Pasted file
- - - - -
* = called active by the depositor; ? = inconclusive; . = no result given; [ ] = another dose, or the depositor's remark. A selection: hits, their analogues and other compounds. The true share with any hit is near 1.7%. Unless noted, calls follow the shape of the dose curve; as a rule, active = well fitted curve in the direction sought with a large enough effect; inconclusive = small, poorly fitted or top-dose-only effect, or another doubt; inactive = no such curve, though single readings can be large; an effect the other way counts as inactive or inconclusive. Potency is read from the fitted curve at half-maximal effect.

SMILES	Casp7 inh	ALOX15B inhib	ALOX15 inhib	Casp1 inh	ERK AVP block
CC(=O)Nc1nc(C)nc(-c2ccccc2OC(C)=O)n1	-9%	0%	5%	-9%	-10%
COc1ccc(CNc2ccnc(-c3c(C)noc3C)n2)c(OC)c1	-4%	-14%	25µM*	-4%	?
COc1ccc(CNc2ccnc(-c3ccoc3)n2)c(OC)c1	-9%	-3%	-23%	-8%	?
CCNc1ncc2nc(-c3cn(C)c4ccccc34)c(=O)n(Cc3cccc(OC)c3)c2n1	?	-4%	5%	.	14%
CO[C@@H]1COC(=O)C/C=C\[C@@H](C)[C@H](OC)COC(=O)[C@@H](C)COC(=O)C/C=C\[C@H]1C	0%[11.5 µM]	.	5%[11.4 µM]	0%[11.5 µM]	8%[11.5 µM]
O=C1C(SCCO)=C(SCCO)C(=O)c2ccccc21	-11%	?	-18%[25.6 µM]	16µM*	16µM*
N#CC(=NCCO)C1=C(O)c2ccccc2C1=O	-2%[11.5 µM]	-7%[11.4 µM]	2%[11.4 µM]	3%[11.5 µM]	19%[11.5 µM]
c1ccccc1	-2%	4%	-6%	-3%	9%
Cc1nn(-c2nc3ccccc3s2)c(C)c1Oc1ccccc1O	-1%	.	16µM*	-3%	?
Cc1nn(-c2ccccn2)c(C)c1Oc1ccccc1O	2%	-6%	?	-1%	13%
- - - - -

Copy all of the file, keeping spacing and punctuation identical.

* = called active by the depositor; ? = inconclusive; . = no result given; [ ] = another dose, or the depositor's remark. A selection: hits, their analogues and other compounds. The true share with any hit is near 1.7%. Unless noted, calls follow the shape of the dose curve; as a rule, active = well fitted curve in the direction sought with a large enough effect; inconclusive = small, poorly fitted or top-dose-only effect, or another doubt; inactive = no such curve, though single readings can be large; an effect the other way counts as inactive or inconclusive. Potency is read from the fitted curve at half-maximal effect.

SMILES	Casp7 inh	ALOX15B inhib	ALOX15 inhib	Casp1 inh	ERK AVP block
CC(=O)Nc1nc(C)nc(-c2ccccc2OC(C)=O)n1	-9%	0%	5%	-9%	-10%
COc1ccc(CNc2ccnc(-c3c(C)noc3C)n2)c(OC)c1	-4%	-14%	25µM*	-4%	?
COc1ccc(CNc2ccnc(-c3ccoc3)n2)c(OC)c1	-9%	-3%	-23%	-8%	?
CCNc1ncc2nc(-c3cn(C)c4ccccc34)c(=O)n(Cc3cccc(OC)c3)c2n1	?	-4%	5%	.	14%
CO[C@@H]1COC(=O)C/C=C\[C@@H](C)[C@H](OC)COC(=O)[C@@H](C)COC(=O)C/C=C\[C@H]1C	0%[11.5 µM]	.	5%[11.4 µM]	0%[11.5 µM]	8%[11.5 µM]
O=C1C(SCCO)=C(SCCO)C(=O)c2ccccc21	-11%	?	-18%[25.6 µM]	16µM*	16µM*
N#CC(=NCCO)C1=C(O)c2ccccc2C1=O	-2%[11.5 µM]	-7%[11.4 µM]	2%[11.4 µM]	3%[11.5 µM]	19%[11.5 µM]
c1ccccc1	-2%	4%	-6%	-3%	9%
Cc1nn(-c2nc3ccccc3s2)c(C)c1Oc1ccccc1O	-1%	.	16µM*	-3%	?
Cc1nn(-c2ccccn2)c(C)c1Oc1ccccc1O	2%	-6%	?	-1%	13%